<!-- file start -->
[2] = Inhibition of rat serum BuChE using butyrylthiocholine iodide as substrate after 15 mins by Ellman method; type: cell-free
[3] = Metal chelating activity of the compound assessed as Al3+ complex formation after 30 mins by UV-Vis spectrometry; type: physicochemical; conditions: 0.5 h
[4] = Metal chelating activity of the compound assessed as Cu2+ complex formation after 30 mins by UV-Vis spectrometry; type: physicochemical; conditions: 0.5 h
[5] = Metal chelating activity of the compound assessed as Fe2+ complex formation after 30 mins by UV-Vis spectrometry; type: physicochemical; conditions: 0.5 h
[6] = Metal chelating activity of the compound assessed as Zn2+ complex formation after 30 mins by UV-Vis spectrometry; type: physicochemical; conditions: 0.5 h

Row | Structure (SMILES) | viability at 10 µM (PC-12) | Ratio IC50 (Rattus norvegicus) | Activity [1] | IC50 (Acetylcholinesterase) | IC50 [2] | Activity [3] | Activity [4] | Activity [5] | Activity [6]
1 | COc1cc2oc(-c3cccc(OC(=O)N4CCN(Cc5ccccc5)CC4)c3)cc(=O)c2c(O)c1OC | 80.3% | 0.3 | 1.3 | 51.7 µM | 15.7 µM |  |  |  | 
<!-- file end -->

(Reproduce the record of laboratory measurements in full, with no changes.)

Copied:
[2] = Inhibition of rat serum BuChE using butyrylthiocholine iodide as substrate after 15 mins by Ellman method; type: cell-free
[3] = Metal chelating activity of the compound assessed as Al3+ complex formation after 30 mins by UV-Vis spectrometry; type: physicochemical; conditions: 0.5 h
[4] = Metal chelating activity of the compound assessed as Cu2+ complex formation after 30 mins by UV-Vis spectrometry; type: physicochemical; conditions: 0.5 h
[5] = Metal chelating activity of the compound assessed as Fe2+ complex formation after 30 mins by UV-Vis spectrometry; type: physicochemical; conditions: 0.5 h
[6] = Metal chelating activity of the compound assessed as Zn2+ complex formation after 30 mins by UV-Vis spectrometry; type: physicochemical; conditions: 0.5 h

Row | Structure (SMILES) | viability at 10 µM (PC-12) | Ratio IC50 (Rattus norvegicus) | Activity [1] | IC50 (Acetylcholinesterase) | IC50 [2] | Activity [3] | Activity [4] | Activity [5] | Activity [6]
1 | COc1cc2oc(-c3cccc(OC(=O)N4CCN(Cc5ccccc5)CC4)c3)cc(=O)c2c(O)c1OC | 80.3% | 0.3 | 1.3 | 51.7 µM | 15.7 µM |  |  |  | 